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The Lebrecht Weekly


Visit every week to read Norman Lebrecht's latest column. [Index]

The death of Luciano Berio - And then there were none

By Norman Lebrecht / June 11, 2003

The recent death of Luciano Berio leaves Italy without a single composer of world renown - indeed, without one composer whose name might elicit a flicker of ragazzi recognition in any town piazza from Milan to Palermo. Italy has become overnight a land without music, a calamity of uncalculated cultural magnitude.

Since the dawn of European music, Italy has been its chief wellspring of melody and imagination. Johann Sebastian Bach learned his craft copying out concertos by Vivaldi and claiming them as his own. Mozart wrote his operas to Italian texts by Varesco, Calzabigi and da Ponte.

Nineteenth-century nationalists from Chopin to Wagner inscribed the rhythms and mood swings of their music in the lingua franca of their art, which was consensually Italian.

Brahms, Elgar and Sibelius embarked on the Grand Tour, returning with a sunnier aspect to their symphonies. Richard Strauss, frolicking in Naples, trilled "Funiculi, funicula" in his symphonic poem Aus Italien, imagining it was a folksong until he was sued by its enraged composer, Luigi Denza.

Opera, an Italian invention, was ruled at high noon by Verdi and steered through its twilight by a subgenre of verismo - gritty realism - which took Mascagni, Leoncavallo and Puccini across the threshold of modernity. Puccini, at his death in 1924, closed the canon with the unfinished Turandot, the last Italian opera to enter world repertoire.

Mussolini, from 1922, reduced the country's composers to grovelling collaborators or penniless exiles. To rise again, Italian music required reinvention from scratch.

The spark of regeneration flared in iero. Berio's piece was remarkable for its liquescent beauty, rare in a punitive era of squeaking gates and squawky sopranos.

His second asset was his young wife, the American-Armenian soprano Cathy Berberian, whose astonishingly flexible thorax led her husband into unexplored vocal realms.

Fully formed, Berio returned to Milan in the mid-Fifties to make strange noises with Maderna and discuss semiotics with his new best friend, Umberto Eco. A public reading of Ulysses by Berberian resulted in the electronic Omaggio a Joyce. For Berio, the creative stimulus was as much intellectual as it was musical.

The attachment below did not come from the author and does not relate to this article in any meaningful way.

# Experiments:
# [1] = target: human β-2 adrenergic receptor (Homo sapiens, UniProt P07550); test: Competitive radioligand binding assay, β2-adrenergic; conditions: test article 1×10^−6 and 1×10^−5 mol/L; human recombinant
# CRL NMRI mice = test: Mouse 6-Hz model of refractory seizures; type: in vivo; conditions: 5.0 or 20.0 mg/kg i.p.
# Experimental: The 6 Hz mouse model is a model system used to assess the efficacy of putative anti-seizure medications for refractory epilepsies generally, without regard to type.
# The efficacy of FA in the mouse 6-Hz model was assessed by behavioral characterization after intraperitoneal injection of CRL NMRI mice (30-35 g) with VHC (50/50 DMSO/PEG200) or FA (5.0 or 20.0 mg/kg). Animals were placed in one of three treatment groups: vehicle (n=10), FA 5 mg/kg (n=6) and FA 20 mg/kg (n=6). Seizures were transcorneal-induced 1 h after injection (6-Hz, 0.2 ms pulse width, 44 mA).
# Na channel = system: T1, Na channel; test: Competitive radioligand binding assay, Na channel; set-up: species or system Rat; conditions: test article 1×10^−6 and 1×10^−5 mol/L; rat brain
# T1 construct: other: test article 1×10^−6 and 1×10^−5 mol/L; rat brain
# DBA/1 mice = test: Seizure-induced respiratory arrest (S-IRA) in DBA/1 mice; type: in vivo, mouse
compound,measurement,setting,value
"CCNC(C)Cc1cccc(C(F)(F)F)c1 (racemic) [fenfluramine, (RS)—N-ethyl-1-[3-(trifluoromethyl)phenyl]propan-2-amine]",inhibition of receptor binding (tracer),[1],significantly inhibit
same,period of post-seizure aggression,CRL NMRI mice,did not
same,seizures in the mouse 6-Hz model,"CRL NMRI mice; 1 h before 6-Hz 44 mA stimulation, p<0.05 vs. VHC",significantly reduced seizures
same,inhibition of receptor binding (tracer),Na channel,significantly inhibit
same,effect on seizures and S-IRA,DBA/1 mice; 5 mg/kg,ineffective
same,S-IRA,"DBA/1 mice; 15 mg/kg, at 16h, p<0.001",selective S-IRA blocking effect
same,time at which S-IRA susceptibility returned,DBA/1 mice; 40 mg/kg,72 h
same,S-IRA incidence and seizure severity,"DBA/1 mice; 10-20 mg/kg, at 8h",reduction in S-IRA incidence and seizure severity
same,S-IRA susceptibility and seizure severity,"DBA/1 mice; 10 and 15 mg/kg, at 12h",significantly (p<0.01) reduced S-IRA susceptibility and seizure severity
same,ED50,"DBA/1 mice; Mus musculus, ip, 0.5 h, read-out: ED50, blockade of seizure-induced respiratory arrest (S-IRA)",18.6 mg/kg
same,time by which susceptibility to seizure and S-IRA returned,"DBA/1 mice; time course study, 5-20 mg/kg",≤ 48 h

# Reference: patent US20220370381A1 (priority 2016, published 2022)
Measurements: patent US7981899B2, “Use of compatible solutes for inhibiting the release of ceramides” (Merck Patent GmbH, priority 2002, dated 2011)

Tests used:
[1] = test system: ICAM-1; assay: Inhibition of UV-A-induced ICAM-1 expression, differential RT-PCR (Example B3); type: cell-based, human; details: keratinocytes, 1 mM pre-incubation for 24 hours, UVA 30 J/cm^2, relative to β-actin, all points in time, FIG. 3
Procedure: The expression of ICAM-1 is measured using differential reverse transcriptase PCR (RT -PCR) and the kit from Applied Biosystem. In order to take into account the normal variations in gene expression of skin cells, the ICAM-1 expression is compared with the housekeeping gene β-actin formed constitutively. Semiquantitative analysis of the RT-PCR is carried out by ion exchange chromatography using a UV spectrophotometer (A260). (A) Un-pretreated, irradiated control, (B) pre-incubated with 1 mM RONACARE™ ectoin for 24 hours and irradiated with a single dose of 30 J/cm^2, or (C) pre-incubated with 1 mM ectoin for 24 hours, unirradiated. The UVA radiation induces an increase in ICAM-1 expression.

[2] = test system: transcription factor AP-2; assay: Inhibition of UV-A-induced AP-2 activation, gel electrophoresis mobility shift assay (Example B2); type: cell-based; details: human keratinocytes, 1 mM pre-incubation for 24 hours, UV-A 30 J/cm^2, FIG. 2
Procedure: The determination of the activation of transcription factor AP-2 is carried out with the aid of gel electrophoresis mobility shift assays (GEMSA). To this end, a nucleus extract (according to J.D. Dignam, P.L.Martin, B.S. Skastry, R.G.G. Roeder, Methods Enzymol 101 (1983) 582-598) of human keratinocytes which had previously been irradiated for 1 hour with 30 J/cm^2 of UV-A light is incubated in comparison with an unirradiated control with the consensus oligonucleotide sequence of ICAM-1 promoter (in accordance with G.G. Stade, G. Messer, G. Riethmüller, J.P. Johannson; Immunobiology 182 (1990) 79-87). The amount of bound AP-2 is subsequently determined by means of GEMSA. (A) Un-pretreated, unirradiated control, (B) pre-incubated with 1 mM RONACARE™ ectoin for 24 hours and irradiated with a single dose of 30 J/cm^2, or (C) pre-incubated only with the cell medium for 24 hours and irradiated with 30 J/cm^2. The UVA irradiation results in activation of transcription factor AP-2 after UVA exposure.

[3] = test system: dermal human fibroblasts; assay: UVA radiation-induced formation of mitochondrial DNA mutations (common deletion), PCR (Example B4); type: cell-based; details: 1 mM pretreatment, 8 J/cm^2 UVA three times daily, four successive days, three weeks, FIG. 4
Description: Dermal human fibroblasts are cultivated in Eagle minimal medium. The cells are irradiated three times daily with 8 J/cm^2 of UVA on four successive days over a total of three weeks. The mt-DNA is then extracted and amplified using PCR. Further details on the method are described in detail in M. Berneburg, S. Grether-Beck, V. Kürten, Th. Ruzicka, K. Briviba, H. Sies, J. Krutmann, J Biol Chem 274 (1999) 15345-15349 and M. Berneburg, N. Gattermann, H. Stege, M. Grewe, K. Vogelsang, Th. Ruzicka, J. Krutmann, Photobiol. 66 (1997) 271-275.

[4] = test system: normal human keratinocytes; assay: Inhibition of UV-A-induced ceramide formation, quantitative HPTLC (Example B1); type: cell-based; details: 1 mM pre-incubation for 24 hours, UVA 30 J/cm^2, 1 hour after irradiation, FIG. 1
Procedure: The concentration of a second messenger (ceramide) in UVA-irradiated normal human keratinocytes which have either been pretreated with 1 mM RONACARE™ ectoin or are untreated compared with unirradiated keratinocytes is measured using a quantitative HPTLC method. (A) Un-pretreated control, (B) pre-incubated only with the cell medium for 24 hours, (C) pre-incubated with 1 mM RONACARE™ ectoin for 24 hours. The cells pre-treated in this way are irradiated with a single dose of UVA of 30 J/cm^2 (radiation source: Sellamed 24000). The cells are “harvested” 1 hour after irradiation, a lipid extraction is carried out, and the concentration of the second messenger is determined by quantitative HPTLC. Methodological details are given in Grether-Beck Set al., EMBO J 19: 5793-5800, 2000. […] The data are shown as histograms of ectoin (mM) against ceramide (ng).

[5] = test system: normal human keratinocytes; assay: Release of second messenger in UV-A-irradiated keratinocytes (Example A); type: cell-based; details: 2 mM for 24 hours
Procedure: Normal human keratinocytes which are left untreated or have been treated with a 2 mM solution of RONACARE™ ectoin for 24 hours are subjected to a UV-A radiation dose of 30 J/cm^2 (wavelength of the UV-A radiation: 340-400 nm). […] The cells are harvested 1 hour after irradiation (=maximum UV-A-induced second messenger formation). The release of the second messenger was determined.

His most celebrated work, the Sinfonia, was commissioned by the New York Philharmonic Orchestra for its 125th anniversary in 1968 and involved the hubbadubba Swingle Singers in a babble of campus slogans, Beckett quotations and meditations on the Amazonian mythology of water.

Its third section (of five) overlays the third movement of Mahler's second symphony with Swingley textual quirks. Veering from engaging to engrossing, amusing to mildly irritating, the Sinfonia marked the apex of Berio's impact.

But instead of making hay in America he returned again to Europe to meddle with multimedia and, from 1974, to partner Pierre Boulez in his IRCAM laboratory of musical futurism, an institute that over the next quarter-century delivered fewer worthwhile works of new music than Mozart in a winter's morning.

With Maderna's early death in 1973 and Nono's in 1990, Berio stood alone at the helm of Italian music, burdened with a legacy of ambivalence. Maderna had renounced modernism and Nono had lived just long enough to see communism collapse. Berio was left steering the ship without a trustworthy compass.

He veered from the radical to the reasonable and back again. One work would be electronic, the next acoustic. He became self-derivative, so much so, that he once had to withdraw a work because it too closely resembled his last commission. Running out of ideas he took to orchestrating songs by Mahler, Schubert and de Falla. He attempted a completion of Mozart's opera Zaide and a new ending for Turandot that was premiered without much enthusiasm last summer at Salzburg and repeated in London. He was not so much composing as commentating, a failure of inspiration.

He wrote two plotless operas to texts by Italo Calvino and a third to a Biblical idea by the last of his three wives, an Israeli musicologist. In any work of Berio's there was always much to marvel at by way of exquisiteness, but only in his music for solo instruments and small ensembles - notably, in the sequence of 14 works known as Sequenza - was the voice of Berio heard with Ligurian clarity, as if he still knew where his music was heading.

I met him a couple of times, once in the Dolomites and briefly in London when his opera Un re in ascolto was done at Covent Garden, where the sets and calisthenics earned more applause than the arias.

He seemed convivial, astute, intensely private and demonstrably lacking in the monumental self-assurance of his revolutionary contemporaries. He died, aged 78, more with a whimper than a bang.

What he leaves behind is a musical wasteland. The house of Ricordi, which nurtured native talent for two centuries, has fallen into German ownership. Its only recognisable composer is the preposterously dreary Ludovico Einaudi, who churns out stylish imitations of Muzak.

The renaissance, for all its glories, proved chimerical. A dozen works of Maderna, Nono and Berio entered the musical consciousness and the future, for Italy, is barren.

Scholars will squabble happily over where it all went wrong, but the inescapable truth is that avantgardism was unsuited to Italy. Setting intellect above musical instinct was an un-Italian act.

Berio, for all his manifold beauties, mistook idea for inspiration. Like many literary authors of his time, he wrote critical tracts in place of narrative novels, escorting the innate art of his native peninsula to its final resting place.

Visit every week to read Norman Lebrecht's latest column. [Index]



(c) La Scena Musicale 2001